Excision (2012)
By: Fin H. on December 13, 2012 | Comments
Monster Pictures | Region 0, NTSC | 2.35:1 (16:9 enhanced) | English DD 2.0 | 84 minutes (Full Specs)
The Movie
Cover Art
Director: Richard Bates Jr.
Starring: AnnaLynne McCord, Traci Lords, Ariel Winter, Roger Bart, Malcolm McDowell
Screenplay: Richard Bates Jr.
Country: USA
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It's been a great year for indie horror films, and this remarkable little gem bears more than a few thematic resemblances to the Soska sisters' sublime American Mary (because apparently darkly tragicomic character studies of young females with surgical fixations are like buses). Unlike Mary Mason, however, this protagonist can boast no particular flair for carrying out complex medical procedures. In fact, as her long-suffering dad notes, she'd have a hard time holding down a job at her local fast food joint. Also unlike Katherine Isabelle's character, the normally highly presentable AnnaLynne McCord (2008's Day of the Dead) has been ugged up to the nines to portray lank-haired, pizza-faced teen Pauline. It's not just a simple matter of gluing toilet brushes where her eyebrows should be, though: McCord is a revelation, imbuing Pauline with a painful inner ugliness which is beautifully articulated through every awkward motion and slack-jawed gaze.

The true horror in this film comes not from the shocking, blood-soaked images of body horror with which it is liberally peppered, but from an uneasy, slow-burning sense that something is genuinely not right with Pauline.

On the surface we are presented with a classic ugly duckling scenario: the other kids loathe Pauline, her high school teachers treat her with scathing contempt and even her parents find it hard to muster up some affection for her. Her only worthwhile relationship is the one she has with her angelic little sister, Grace (Modern Family's Ariel Winter), who is staunchly living with cystic fibrosis.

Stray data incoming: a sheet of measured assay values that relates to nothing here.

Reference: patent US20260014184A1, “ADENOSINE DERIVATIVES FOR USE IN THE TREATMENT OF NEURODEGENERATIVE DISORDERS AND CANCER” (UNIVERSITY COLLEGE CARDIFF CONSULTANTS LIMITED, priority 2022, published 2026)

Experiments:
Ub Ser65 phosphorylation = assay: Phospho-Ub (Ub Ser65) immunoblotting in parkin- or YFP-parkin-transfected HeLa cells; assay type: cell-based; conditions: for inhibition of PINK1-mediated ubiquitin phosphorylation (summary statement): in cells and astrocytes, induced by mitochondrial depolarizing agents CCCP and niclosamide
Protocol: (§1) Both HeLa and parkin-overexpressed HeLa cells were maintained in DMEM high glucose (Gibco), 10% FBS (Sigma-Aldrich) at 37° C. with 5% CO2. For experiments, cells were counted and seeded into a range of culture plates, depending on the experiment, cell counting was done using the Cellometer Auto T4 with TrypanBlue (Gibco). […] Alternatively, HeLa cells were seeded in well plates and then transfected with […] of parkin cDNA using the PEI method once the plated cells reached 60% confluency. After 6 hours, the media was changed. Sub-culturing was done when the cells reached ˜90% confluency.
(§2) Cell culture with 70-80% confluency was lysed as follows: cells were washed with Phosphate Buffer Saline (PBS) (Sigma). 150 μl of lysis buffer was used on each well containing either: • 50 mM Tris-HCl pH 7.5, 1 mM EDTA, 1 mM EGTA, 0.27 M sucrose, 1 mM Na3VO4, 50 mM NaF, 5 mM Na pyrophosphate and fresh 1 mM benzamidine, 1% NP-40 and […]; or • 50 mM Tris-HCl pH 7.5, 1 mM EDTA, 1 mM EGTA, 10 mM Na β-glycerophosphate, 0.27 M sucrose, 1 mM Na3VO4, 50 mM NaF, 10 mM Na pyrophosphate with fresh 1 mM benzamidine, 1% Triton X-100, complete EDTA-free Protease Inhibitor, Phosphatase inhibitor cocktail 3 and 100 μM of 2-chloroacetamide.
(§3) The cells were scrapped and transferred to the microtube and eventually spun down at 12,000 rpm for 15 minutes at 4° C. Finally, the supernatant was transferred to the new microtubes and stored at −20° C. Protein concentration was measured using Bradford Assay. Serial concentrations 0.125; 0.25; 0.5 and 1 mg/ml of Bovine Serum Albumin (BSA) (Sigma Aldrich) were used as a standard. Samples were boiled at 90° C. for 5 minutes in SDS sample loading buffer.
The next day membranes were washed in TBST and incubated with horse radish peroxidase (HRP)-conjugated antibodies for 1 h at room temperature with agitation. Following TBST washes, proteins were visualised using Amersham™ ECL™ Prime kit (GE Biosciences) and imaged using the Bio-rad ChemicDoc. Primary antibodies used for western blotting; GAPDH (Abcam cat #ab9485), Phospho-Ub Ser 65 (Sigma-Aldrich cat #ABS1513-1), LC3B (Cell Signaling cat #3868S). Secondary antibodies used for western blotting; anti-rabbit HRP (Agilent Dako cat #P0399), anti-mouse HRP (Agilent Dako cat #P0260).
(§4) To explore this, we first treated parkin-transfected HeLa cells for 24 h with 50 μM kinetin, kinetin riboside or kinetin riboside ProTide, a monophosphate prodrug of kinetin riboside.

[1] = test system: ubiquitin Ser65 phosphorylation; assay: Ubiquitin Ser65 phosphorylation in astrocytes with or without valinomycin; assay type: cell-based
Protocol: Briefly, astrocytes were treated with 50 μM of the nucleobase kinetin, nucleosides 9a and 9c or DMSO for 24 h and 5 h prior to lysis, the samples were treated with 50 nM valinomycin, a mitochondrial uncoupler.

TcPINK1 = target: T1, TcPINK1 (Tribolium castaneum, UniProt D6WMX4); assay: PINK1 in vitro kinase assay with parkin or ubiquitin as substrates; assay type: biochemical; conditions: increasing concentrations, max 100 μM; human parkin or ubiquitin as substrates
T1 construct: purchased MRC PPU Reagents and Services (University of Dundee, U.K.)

Writer/director Richard Bates Jr. does not let us off that lightly, though: Pauline is not just some plucky, misunderstood, "round peg in a square hole" outcast – there is something genuinely unsettling about her behaviour which makes it hard to entirely sympathise with her (think Travis Bickle rather than Donnie Darko).

Unlike, say, Sissy Spacek's Carrie, she does not come across as completely vulnerable and defenceless against the taunts of her peers – Pauline has a caustic tongue and intermittent flashes of superficial self-assurance that sometimes serve her well in the face of society's unrelenting scorn. Bates Jr. really puts the audience between a rock and a hard place over the course of the film; as bland, bitchy and vacuous as her classmates may be, Pauline's behaviour is such that it is hard not to see where they are coming from. Her mother is superbly played by former porn star Traci Lords as brittle, priggish and uptight (as though all those years in the adult film industry left her with something lodged permanently up her butt) but, monstrous as she seems, we can't help feeling tiny pangs of sympathy for her because this woman is clearly completely ill-equipped to cope with what she has spawned. When she describes Pauline's behaviour as "near-sociopathic" she is chillingly on the money, but in a scene where Pauline overhears her saying that her daughter is "impossible to love" the poor creature's wretched sobs in response to this are truly heart-rending.